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Rabbit Anti-N Cadherin Polyclonal Antibody, Unconjugated


Antibody ID


Target Antigen

N Cadherin mouse, rat, reacts with human, mouse, rat and xenopus laevisnot yet tested in other speciespredicted to react with chicken (95 identity with immunogen) and cow (95 identity with immunogen) due to sequence homology

Proper Citation

(Abcam Cat# ab18203, RRID:AB_444317)


polyclonal antibody


validation status unknown, seller recommendations provided in 2012: Immunocytochemistry; Immunofluorescence; Western Blot; Flow Cytometry, Immunocytochemistry/Immunofluorescence, Immunohistochemistry-Fr, Immunohistochemistry-P, Western Blot

Host Organism




Cat Num


Publications that use this research resource

Highly multiplexed immunofluorescence imaging of human tissues and tumors using t-CyCIF and conventional optical microscopes.

  • Lin JR
  • Elife
  • 2018 Jul 11

Literature context:


The architecture of normal and diseased tissues strongly influences the development and progression of disease as well as responsiveness and resistance to therapy. We describe a tissue-based cyclic immunofluorescence (t-CyCIF) method for highly multiplexed immuno-fluorescence imaging of formalin-fixed, paraffin-embedded (FFPE) specimens mounted on glass slides, the most widely used specimens for histopathological diagnosis of cancer and other diseases. t-CyCIF generates up to 60-plex images using an iterative process (a cycle) in which conventional low-plex fluorescence images are repeatedly collected from the same sample and then assembled into a high dimensional representation. t-CyCIF requires no specialized instruments or reagents and is compatible with super-resolution imaging; we demonstrate its application to quantifying signal transduction cascades, tumor antigens and immune markers in diverse tissues and tumors. The simplicity and adaptability of t-CyCIF makes it an effective method for pre-clinical and clinical research and a natural complement to single-cell genomics.

Funding information:
  • Biotechnology and Biological Sciences Research Council - BB/G006474/2(United Kingdom)
  • Dana-Farber/Harvard Cancer Center - Claudia Adams Barr Program()
  • Dana-Farber/Harvard Cancer Center - GI SPORE Developmental Research Project Award()
  • National Institutes of Health - K08CA222663()
  • National Institutes of Health - P50GM107618()
  • National Institutes of Health - R41-CA224503()
  • National Institutes of Health - U54HL127365()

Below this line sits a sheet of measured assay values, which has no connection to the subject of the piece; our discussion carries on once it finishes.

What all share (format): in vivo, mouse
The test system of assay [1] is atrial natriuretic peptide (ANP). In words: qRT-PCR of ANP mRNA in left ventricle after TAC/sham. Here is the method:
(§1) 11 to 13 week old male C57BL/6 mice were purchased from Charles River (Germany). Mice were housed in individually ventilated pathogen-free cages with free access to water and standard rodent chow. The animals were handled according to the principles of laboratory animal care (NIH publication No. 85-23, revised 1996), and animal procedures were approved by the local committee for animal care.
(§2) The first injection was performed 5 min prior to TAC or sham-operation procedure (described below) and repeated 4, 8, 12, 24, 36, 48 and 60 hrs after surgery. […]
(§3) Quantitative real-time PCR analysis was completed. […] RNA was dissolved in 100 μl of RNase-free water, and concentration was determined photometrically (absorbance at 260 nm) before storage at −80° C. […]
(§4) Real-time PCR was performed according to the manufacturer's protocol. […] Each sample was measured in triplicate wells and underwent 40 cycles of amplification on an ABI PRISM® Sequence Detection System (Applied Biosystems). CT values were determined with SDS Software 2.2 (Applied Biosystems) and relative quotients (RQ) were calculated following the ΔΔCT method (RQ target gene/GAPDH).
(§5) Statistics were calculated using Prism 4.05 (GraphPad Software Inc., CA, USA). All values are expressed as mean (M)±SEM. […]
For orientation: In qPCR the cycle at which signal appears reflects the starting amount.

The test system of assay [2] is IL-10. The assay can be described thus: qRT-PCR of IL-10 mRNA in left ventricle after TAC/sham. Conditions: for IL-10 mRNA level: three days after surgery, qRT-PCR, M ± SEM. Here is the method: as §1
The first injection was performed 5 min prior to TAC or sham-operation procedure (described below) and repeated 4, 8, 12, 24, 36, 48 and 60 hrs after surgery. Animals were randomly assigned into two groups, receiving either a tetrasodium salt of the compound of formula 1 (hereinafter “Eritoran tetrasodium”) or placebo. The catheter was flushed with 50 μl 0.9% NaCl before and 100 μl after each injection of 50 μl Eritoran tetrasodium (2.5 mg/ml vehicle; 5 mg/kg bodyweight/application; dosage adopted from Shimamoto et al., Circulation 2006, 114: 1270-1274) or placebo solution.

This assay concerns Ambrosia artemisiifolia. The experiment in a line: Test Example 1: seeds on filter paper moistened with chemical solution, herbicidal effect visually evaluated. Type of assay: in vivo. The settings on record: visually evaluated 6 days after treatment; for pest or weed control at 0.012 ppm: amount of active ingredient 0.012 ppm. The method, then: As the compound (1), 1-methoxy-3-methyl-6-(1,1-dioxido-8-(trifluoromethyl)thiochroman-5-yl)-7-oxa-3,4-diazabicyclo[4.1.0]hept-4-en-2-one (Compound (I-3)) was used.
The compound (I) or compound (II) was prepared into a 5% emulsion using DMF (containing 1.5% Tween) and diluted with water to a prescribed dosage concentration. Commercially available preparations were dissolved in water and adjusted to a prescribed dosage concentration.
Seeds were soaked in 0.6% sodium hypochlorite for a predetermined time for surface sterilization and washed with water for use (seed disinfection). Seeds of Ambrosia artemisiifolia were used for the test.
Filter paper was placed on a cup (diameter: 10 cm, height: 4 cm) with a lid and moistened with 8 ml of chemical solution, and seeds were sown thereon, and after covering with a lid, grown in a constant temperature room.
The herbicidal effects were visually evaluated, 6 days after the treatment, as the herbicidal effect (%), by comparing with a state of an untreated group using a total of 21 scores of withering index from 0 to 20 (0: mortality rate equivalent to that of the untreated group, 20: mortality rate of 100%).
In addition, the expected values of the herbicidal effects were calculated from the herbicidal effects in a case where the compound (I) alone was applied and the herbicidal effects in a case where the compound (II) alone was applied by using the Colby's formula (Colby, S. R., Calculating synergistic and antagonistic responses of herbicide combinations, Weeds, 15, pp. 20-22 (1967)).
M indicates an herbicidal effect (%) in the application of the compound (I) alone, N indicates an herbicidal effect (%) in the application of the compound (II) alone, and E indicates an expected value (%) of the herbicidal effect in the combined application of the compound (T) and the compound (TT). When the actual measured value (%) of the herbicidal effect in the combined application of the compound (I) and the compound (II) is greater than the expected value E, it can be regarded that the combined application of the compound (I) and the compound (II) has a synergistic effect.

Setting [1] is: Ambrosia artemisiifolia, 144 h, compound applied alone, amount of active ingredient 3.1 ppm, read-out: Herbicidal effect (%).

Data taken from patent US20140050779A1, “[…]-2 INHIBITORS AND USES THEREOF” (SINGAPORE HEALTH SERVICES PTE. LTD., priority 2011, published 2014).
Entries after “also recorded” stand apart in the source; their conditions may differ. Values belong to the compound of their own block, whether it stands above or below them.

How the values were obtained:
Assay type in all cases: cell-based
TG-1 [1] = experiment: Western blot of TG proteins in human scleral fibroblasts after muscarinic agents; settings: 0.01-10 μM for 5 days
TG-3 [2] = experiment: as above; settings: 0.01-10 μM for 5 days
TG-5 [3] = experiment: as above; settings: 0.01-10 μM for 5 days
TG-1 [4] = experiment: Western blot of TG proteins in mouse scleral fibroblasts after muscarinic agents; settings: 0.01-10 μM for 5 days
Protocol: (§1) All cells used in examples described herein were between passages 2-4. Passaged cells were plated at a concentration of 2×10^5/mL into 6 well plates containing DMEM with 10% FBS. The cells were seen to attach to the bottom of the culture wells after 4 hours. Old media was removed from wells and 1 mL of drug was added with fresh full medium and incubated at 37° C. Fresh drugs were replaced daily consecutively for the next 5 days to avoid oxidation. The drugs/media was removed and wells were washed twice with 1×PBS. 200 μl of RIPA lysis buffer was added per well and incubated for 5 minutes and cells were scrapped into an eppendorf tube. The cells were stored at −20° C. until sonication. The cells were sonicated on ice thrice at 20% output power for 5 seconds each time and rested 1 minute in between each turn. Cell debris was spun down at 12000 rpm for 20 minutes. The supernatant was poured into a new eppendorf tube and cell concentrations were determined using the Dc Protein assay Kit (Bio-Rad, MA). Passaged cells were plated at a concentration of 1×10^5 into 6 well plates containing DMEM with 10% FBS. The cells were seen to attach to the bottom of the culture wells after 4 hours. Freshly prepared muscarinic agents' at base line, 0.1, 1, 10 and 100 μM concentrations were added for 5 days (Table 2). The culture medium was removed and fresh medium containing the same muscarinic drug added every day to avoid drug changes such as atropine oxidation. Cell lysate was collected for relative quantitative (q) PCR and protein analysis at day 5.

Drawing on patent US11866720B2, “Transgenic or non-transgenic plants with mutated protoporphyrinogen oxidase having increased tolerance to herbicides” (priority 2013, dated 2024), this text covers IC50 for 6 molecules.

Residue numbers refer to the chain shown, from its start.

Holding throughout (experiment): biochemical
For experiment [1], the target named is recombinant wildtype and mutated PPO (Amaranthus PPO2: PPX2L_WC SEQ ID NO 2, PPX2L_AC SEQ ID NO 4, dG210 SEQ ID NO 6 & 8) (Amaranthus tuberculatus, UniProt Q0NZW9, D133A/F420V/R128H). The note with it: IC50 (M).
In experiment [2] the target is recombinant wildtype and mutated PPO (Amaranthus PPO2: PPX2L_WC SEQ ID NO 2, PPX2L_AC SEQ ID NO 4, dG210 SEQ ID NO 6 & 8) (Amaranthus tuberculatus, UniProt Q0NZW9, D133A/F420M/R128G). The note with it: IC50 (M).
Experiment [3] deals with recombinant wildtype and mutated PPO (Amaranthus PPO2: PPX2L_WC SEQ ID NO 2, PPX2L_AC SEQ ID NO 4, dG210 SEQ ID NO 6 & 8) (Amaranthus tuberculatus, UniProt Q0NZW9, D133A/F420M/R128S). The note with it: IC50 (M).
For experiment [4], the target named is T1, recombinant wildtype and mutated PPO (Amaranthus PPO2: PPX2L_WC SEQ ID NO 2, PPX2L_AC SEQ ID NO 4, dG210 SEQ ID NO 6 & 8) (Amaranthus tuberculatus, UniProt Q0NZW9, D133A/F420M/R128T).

Visceral endoderm and the primitive streak interact to build the fetal-placental interface of the mouse gastrula.

  • Rodriguez AM
  • Dev. Biol.
  • 2017 Dec 1

Literature context:


Hypoblast/visceral endoderm assists in amniote nutrition, axial positioning and formation of the gut. Here, we provide evidence, currently limited to humans and non-human primates, that hypoblast is a purveyor of extraembryonic mesoderm in the mouse gastrula. Fate mapping a unique segment of axial extraembryonic visceral endoderm associated with the allantoic component of the primitive streak, and referred to as the "AX", revealed that visceral endoderm supplies the placentae with extraembryonic mesoderm. Exfoliation of the AX was dependent upon contact with the primitive streak, which modulated Hedgehog signaling. Resolution of the AX's epithelial-to-mesenchymal transition (EMT) by Hedgehog shaped the allantois into its characteristic projectile and individualized placental arterial vessels. A unique border cell separated the delaminating AX from the yolk sac blood islands which, situated beyond the limit of the streak, were not formed by an EMT. Over time, the AX became the hindgut lip, which contributed extensively to the posterior interface, including both embryonic and extraembryonic tissues. The AX, in turn, imparted antero-posterior (A-P) polarity on the primitive streak and promoted its elongation and differentiation into definitive endoderm. Results of heterotopic grafting supported mutually interactive functions of the AX and primitive streak, showing that together, they self-organized into a complete version of the fetal-placental interface, forming an elongated structure that exhibited A-P polarity and was composed of the allantois, an AX-derived rod-like axial extension reminiscent of the embryonic notochord, the placental arterial vasculature and visceral endoderm/hindgut.